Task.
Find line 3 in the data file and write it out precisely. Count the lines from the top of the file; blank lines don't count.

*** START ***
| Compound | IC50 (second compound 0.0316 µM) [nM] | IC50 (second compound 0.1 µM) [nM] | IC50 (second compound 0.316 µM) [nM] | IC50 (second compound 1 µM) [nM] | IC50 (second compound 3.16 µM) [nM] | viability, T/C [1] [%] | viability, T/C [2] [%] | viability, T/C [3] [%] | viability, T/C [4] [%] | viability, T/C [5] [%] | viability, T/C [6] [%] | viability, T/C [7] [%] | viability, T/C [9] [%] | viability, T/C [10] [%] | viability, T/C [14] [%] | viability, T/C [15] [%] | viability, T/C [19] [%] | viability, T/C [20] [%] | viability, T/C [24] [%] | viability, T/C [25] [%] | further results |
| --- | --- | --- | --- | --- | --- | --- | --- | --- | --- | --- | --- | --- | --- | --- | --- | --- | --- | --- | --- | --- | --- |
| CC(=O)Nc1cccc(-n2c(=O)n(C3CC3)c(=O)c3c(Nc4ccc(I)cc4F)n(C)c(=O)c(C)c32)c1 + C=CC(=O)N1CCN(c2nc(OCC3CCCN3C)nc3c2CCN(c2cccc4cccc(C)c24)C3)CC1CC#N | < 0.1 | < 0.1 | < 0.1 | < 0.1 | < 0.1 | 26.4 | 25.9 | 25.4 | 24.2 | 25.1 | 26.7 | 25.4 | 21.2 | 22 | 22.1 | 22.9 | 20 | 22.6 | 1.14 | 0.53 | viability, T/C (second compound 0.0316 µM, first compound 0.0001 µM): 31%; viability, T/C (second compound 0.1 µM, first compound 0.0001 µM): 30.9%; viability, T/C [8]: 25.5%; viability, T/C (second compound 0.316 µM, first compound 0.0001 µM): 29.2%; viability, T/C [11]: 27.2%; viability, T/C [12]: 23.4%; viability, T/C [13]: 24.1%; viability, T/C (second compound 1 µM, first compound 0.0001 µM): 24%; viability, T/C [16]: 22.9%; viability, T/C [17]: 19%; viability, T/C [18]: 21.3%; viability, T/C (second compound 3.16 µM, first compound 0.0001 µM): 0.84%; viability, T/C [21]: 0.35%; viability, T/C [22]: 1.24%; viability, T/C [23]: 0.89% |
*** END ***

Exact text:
| CC(=O)Nc1cccc(-n2c(=O)n(C3CC3)c(=O)c3c(Nc4ccc(I)cc4F)n(C)c(=O)c(C)c32)c1 + C=CC(=O)N1CCN(c2nc(OCC3CCCN3C)nc3c2CCN(c2cccc4cccc(C)c24)C3)CC1CC#N | < 0.1 | < 0.1 | < 0.1 | < 0.1 | < 0.1 | 26.4 | 25.9 | 25.4 | 24.2 | 25.1 | 26.7 | 25.4 | 21.2 | 22 | 22.1 | 22.9 | 20 | 22.6 | 1.14 | 0.53 | viability, T/C (second compound 0.0316 µM, first compound 0.0001 µM): 31%; viability, T/C (second compound 0.1 µM, first compound 0.0001 µM): 30.9%; viability, T/C [8]: 25.5%; viability, T/C (second compound 0.316 µM, first compound 0.0001 µM): 29.2%; viability, T/C [11]: 27.2%; viability, T/C [12]: 23.4%; viability, T/C [13]: 24.1%; viability, T/C (second compound 1 µM, first compound 0.0001 µM): 24%; viability, T/C [16]: 22.9%; viability, T/C [17]: 19%; viability, T/C [18]: 21.3%; viability, T/C (second compound 3.16 µM, first compound 0.0001 µM): 0.84%; viability, T/C [21]: 0.35%; viability, T/C [22]: 1.24%; viability, T/C [23]: 0.89% |